Austell’s tendency to flood has been recognized since at least 1964, the first year the city asked the U.S. Army Corps of Engineers for help.

Between 1964 and 1995, the corps studied Austell four times. Its conclusion: The city is built in a bad place.

Austell has been described as the catch basin for Paulding, Cobb and Cherokee counties.

The biggest of its five creeks, the Sweetwater, flows in from Paulding, one of the nation’s fastest-growing counties.

The other four creeks bunch into the Sweetwater from the north just as it flattens out and winds through Austell. In a big rain, water can get into Austell but it can’t get out.

The corps’ studies offered four potential solutions, but deemed none worth the cost. Even the cheapest — dredging and cleaning out the creek — failed the dollar-to-dollar cost-benefit test then needed to get federal help, said corps spokesman Patrick Robbins.

1990 back-to-back floods

The final corps studies followed two back-to-back floods in 1990, both of a size hydrology experts consider rare.

A 100-year flood is so big that hydrologists give it one chance in 100 of happening any given year. It’s the benchmark for national flood policy.

The Sweetwater almost reached the 100-year mark in February 1990, then hit it the next month, said Mayor Jerkins, who called in the corps in response. “I have lived here all my life, and in 1990 was the highest I have ever seen the water rise,” he would tell residents 15 years later, after an even bigger flood.

That was in 2005, when the Sweetwater rose “3 foot and 2 inches higher than in 1990,” Jerkins said. He called it a 500-year flood, although the U.S. Geological Survey says it didn’t quite hit that. The 500-year flood has a 0.2 percent annual chance.

While Jerkins blamed rain, other city officials wondered.

“The 500-year floods have caught us all by surprise,” city Councilwoman Beverly Boyd said. “It could be growth. But it’s not just ours. If it was just ours, we wouldn’t have much of a problem because we haven’t grown that much.”

Four years later, the Sweetwater outdid itself again. The USGS couldn’t rate September’s flood, except to say it was much bigger than a 500-year event.

Building boom upstream

A lot changed in the Sweetwater’s drainage basin during the years when its floods got worse.

Since the last corps study, areas upstream of Austell issued 175,000 new home permits, according to a federal database.

Homes and the roads, driveways and shopping centers that serve them mean more rain-repelling surfaces on ground that once soaked up rain.

Planners required drainage systems, but only recently began taking cumulative downstream effects into account.

In some creek basins, such as Powder Springs Creek upstream of Austell, man-made surface area grew by 50 percent or more in the past decade. Streams through such areas are “flashier” — peaking faster and higher after rains — than in the past, the AJC analysis shows.

The analysis found a tipping point: Once hard surfaces cover 30 percent of a creek basin, each addition of pavement has an increasingly bigger impact on streams.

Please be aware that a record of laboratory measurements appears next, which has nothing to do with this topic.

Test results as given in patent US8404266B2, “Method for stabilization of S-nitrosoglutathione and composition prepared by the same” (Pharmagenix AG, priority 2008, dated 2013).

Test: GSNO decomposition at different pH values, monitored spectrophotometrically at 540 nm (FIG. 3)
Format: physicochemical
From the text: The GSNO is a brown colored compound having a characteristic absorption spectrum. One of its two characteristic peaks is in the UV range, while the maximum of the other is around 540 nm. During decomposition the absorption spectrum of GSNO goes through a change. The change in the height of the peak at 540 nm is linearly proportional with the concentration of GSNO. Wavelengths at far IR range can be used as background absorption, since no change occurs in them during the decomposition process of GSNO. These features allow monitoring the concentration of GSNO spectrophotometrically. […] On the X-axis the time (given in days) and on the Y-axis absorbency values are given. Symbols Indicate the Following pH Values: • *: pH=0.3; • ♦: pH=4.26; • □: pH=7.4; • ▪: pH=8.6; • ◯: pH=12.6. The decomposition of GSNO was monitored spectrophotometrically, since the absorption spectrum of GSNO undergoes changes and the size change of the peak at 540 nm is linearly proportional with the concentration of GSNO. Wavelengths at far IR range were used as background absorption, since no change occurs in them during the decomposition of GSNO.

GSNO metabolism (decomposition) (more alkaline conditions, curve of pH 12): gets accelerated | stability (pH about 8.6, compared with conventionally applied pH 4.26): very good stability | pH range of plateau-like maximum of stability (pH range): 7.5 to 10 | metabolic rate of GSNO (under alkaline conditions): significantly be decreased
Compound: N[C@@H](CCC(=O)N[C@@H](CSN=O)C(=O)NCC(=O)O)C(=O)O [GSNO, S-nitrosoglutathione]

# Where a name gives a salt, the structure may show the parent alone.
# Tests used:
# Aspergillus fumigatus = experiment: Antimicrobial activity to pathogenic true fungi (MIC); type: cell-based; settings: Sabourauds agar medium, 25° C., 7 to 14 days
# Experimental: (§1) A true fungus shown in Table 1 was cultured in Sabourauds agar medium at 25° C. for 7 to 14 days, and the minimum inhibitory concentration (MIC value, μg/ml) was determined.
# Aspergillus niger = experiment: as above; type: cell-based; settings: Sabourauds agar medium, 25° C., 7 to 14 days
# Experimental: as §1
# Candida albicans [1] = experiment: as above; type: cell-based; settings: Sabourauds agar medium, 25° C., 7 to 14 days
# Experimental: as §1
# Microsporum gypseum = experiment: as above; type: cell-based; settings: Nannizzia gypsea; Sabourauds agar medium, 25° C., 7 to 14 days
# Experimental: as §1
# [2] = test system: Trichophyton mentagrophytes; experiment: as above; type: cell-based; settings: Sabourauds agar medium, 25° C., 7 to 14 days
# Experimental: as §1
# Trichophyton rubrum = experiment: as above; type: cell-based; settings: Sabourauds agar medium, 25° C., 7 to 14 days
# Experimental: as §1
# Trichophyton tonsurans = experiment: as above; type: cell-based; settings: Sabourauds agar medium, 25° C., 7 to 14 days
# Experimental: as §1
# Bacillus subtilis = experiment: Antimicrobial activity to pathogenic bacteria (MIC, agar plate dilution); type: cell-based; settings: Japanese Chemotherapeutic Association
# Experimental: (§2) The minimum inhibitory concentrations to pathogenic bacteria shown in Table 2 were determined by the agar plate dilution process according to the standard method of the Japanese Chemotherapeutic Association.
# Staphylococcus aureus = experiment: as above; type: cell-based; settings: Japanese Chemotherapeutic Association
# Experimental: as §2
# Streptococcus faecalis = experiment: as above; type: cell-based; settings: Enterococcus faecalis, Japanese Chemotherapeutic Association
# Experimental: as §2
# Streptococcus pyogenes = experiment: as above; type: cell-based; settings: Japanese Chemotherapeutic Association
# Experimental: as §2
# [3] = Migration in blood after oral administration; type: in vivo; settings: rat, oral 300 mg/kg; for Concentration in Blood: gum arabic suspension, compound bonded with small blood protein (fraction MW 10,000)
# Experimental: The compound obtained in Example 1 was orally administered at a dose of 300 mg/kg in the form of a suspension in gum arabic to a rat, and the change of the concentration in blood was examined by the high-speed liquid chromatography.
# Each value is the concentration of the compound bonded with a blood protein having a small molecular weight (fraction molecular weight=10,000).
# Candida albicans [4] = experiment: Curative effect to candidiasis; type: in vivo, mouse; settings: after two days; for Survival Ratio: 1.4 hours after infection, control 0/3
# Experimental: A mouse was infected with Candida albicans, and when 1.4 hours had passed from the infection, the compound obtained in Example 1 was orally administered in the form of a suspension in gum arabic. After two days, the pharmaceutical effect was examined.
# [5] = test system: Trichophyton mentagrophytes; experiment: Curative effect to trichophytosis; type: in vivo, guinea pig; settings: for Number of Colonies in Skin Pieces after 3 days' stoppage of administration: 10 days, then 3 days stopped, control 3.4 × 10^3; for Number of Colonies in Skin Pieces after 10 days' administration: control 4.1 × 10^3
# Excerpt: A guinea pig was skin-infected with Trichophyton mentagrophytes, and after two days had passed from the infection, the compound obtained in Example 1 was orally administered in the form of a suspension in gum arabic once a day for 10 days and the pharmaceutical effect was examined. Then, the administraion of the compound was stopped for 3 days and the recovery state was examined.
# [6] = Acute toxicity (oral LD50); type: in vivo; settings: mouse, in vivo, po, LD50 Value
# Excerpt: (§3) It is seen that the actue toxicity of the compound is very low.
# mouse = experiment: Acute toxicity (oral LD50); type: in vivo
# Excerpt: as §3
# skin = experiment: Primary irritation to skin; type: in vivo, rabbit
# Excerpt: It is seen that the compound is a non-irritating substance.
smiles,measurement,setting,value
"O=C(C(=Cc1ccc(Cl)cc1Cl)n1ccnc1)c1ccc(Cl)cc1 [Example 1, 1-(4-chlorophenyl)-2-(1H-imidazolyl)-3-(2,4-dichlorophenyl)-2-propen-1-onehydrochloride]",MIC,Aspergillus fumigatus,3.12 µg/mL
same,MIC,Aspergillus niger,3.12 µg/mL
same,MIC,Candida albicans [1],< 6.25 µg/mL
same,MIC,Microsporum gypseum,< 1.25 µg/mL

Austell sits in the pincers of two problematic creek basins. In addition to the jump in hard surfaces in the Powder Springs Creek area, the Olley Creek basin has passed the 30 percent tipping point.

As development continued upstream, Austell grew, too — although modestly. The city issued 1,050 residential building permits between the corps studies in 1995 and 2008, the federal database said.

Austell also added developments — like the Norfolk Southern Intermodal in 2001 and Mulberry Creek subdivision in 2003 — in areas residents said would flood.

Outcries unheeded

The intermodal is where the railroad transfers cargo containers between trains and trucks.

Austell, Powder Springs, Lithia Springs, East Point, Cobb County, the Cobb Chamber of Commerce, the Atlanta Regional Commission, the state Senate and, for a time, the U.S. Environmental Protection Agency all tried to stop it.

The railroad prevailed. Its federal lawsuit against Austell brought a landmark decision exempting such facilities from local zoning.

The 450-acre intermodal stretches southeast along Powder Springs Creek to its juncture with the Sweetwater. The area had flooded before, as a local environmentalist wrote the corps in 1997.

“Someone, somewhere, in the halls of officialdom at the railroad mistakenly thinks that trucks and trains are capable of floating,” wrote the late Pamela Blockey-O’Brien. The facility is “at the lower end of the 245 square mile drainage basin of Sweetwater Creek and the area floods.”

“Massively.”

The railroad built four huge ponds and new wetlands to control runoff. The system exceeded local and state standards, didn’t change the 100-year flood plain and let water into creeks more slowly than undeveloped land, company studies said.

The state-of-the-art-plus system is typical of Norfolk Southern projects, said spokeswoman Susan Terpay.

But Stack, the lawyer, said the intermodal likely changed creek behavior in ways public policy doesn’t grasp. Storm water policy addresses the rate of runoff, but not total volume.